Following the procedures defined in [RFC 9202
], a Client can retrieve an access token from an Authorization Server in order to establish a security association with a specific Resource Server. The ace_profile
parameter in the Client-to-AS request and AS-to-Client response is used to determine the ACE profile that the Client uses towards the Resource Server.
parameter indicates the use of the DTLS profile for ACE, as defined in [RFC 9202
]. Therefore, the Client typically first tries using DTLS to connect to the Resource Server. If this fails, the Client MAY
try to connect to the Resource Server via TLS.
As resource-constrained devices are not expected to support both transport layer security mechanisms, Clients and Resource Servers SHOULD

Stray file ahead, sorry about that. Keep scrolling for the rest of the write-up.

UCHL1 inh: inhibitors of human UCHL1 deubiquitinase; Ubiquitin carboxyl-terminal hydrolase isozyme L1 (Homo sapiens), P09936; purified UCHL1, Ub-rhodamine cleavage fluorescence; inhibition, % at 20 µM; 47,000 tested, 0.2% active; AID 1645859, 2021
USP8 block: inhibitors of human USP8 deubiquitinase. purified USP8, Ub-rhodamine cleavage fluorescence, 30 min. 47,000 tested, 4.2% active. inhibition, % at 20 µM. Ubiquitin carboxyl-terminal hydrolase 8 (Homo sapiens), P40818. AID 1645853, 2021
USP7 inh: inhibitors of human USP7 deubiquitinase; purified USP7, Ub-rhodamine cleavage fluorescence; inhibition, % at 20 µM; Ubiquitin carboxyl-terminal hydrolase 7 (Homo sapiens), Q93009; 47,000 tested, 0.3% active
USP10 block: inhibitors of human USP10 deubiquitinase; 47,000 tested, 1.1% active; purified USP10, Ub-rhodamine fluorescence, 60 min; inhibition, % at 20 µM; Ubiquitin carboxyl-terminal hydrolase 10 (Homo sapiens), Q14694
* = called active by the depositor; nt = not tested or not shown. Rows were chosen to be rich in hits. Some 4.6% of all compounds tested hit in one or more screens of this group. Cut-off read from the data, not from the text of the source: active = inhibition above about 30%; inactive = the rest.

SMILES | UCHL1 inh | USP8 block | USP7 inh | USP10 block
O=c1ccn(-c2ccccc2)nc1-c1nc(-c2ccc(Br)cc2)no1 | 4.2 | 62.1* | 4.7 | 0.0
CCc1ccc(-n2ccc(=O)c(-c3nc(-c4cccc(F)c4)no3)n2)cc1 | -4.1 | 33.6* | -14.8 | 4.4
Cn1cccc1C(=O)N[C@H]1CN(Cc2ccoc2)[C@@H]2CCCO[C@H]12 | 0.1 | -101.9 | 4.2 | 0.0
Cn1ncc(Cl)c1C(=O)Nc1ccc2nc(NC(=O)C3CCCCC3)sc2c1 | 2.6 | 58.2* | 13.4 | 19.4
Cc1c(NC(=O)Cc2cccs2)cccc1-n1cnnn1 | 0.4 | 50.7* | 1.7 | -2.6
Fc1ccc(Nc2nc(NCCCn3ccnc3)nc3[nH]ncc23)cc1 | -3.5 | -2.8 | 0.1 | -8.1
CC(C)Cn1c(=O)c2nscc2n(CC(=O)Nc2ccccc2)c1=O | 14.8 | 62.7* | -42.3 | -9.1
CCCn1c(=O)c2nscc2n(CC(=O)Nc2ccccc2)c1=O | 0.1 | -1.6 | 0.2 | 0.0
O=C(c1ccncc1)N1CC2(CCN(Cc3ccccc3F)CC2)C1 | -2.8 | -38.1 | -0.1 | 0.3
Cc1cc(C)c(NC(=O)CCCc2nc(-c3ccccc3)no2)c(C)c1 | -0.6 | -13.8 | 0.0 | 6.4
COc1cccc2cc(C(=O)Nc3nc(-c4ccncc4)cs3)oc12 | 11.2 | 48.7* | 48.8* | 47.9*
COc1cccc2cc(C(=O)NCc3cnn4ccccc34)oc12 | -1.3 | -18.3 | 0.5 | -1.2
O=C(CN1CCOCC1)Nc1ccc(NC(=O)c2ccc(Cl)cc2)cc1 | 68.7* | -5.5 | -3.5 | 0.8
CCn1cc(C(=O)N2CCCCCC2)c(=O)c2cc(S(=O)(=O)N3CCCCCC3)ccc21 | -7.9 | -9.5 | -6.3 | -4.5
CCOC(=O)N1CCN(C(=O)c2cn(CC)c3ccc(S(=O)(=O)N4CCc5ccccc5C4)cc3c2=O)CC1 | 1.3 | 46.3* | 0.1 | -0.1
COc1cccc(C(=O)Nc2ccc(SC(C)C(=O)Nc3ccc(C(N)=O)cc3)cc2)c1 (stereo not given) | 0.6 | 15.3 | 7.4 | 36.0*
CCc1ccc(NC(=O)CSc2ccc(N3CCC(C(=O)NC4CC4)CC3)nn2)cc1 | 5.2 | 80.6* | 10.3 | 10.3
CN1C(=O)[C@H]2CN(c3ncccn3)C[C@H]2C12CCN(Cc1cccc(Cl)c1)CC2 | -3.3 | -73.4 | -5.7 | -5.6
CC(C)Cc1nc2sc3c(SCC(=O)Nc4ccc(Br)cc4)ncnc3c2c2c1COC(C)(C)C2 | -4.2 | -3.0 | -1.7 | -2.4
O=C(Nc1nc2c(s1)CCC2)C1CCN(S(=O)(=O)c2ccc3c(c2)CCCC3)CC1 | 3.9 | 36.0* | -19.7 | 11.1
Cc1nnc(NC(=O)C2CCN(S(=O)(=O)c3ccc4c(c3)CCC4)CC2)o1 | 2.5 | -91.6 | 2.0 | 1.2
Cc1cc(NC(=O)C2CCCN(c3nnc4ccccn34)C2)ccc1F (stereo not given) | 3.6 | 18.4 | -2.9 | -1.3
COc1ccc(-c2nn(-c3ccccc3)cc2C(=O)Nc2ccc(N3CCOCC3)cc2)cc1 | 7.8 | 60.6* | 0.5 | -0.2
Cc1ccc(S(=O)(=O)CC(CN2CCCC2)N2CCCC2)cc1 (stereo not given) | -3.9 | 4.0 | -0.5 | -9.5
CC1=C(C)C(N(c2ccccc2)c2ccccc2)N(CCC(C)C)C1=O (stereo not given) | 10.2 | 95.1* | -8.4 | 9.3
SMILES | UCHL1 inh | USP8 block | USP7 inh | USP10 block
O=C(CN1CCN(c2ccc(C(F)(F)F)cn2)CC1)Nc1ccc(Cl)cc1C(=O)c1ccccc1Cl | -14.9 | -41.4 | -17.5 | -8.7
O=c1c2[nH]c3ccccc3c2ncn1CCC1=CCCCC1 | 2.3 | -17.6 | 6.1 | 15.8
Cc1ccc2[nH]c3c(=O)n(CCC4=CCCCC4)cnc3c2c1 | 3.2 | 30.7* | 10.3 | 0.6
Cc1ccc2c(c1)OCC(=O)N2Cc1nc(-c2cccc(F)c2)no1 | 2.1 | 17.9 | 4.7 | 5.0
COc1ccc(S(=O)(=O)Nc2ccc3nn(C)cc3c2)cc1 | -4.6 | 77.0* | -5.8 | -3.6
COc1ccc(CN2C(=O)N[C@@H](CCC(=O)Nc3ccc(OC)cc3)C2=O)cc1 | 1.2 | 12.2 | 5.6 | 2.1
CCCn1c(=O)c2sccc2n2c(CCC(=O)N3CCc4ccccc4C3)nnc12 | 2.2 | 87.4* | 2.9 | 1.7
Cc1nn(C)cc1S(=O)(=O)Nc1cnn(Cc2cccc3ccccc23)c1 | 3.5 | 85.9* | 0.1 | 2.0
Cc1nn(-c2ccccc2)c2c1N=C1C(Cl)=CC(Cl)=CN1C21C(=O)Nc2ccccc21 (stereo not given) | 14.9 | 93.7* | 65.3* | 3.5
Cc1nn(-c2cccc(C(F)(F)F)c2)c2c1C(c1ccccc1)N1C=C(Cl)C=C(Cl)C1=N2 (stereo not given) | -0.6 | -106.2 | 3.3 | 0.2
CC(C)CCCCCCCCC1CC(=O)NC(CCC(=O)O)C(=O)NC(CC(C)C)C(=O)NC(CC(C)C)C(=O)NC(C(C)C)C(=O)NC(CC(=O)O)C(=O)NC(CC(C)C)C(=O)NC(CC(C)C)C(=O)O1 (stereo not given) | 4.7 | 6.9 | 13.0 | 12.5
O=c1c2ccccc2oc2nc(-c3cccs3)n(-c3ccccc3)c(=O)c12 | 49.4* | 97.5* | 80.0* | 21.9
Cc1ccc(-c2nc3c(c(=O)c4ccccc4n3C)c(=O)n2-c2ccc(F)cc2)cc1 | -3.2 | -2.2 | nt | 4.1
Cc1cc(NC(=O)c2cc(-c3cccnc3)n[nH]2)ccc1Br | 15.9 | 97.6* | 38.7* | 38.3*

support DTLS and MAY
support TLS. A Client that implements either TLS or DTLS but not both might fail in establishing a secure communication channel with the Resource Server altogether. Nonconstrained Clients and Resource Servers SHOULD
support both TLS and DTLS.
Note that a communication setup with an a priori unknown Resource Server typically employs an initial unauthorized resource request, as illustrated in Section 2
of RFC 9202
. If this message exchange succeeds, the Client SHOULD
first use the same underlying transport protocol for the establishment of the security association to the Resource Server (i.e., DTLS for UDP, and TLS for TCP).
As a consequence, the selection of the transport protocol used for the initial unauthorized resource request also depends on the transport layer security mechanism supported by the Client. Clients that support either DTLS or TLS but not both SHOULD
use the transport protocol underlying the supported transport layer security mechanism for an initial unauthorized resource request to the Resource Server, as in Section 2
of RFC 9202